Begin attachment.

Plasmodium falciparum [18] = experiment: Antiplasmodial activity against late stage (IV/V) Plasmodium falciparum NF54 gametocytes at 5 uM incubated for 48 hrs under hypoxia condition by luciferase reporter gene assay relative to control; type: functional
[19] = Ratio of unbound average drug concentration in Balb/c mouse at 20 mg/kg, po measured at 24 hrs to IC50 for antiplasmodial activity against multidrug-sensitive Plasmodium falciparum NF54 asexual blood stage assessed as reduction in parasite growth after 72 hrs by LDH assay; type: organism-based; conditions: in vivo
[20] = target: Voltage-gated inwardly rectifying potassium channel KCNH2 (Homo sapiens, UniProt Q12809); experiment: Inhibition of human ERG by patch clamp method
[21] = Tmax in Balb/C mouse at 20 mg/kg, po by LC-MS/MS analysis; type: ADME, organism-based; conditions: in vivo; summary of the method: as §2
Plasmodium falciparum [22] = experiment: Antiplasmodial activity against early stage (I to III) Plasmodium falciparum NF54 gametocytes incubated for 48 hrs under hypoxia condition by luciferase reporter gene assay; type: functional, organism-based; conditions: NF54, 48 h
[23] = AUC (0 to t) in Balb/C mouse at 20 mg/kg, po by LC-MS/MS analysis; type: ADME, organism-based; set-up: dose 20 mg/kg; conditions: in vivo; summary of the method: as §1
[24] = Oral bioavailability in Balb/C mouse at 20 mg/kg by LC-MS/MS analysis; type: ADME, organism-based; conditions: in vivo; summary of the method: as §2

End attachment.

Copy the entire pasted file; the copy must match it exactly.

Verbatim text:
Plasmodium falciparum [18] = experiment: Antiplasmodial activity against late stage (IV/V) Plasmodium falciparum NF54 gametocytes at 5 uM incubated for 48 hrs under hypoxia condition by luciferase reporter gene assay relative to control; type: functional
[19] = Ratio of unbound average drug concentration in Balb/c mouse at 20 mg/kg, po measured at 24 hrs to IC50 for antiplasmodial activity against multidrug-sensitive Plasmodium falciparum NF54 asexual blood stage assessed as reduction in parasite growth after 72 hrs by LDH assay; type: organism-based; conditions: in vivo
[20] = target: Voltage-gated inwardly rectifying potassium channel KCNH2 (Homo sapiens, UniProt Q12809); experiment: Inhibition of human ERG by patch clamp method
[21] = Tmax in Balb/C mouse at 20 mg/kg, po by LC-MS/MS analysis; type: ADME, organism-based; conditions: in vivo; summary of the method: as §2
Plasmodium falciparum [22] = experiment: Antiplasmodial activity against early stage (I to III) Plasmodium falciparum NF54 gametocytes incubated for 48 hrs under hypoxia condition by luciferase reporter gene assay; type: functional, organism-based; conditions: NF54, 48 h
[23] = AUC (0 to t) in Balb/C mouse at 20 mg/kg, po by LC-MS/MS analysis; type: ADME, organism-based; set-up: dose 20 mg/kg; conditions: in vivo; summary of the method: as §1
[24] = Oral bioavailability in Balb/C mouse at 20 mg/kg by LC-MS/MS analysis; type: ADME, organism-based; conditions: in vivo; summary of the method: as §2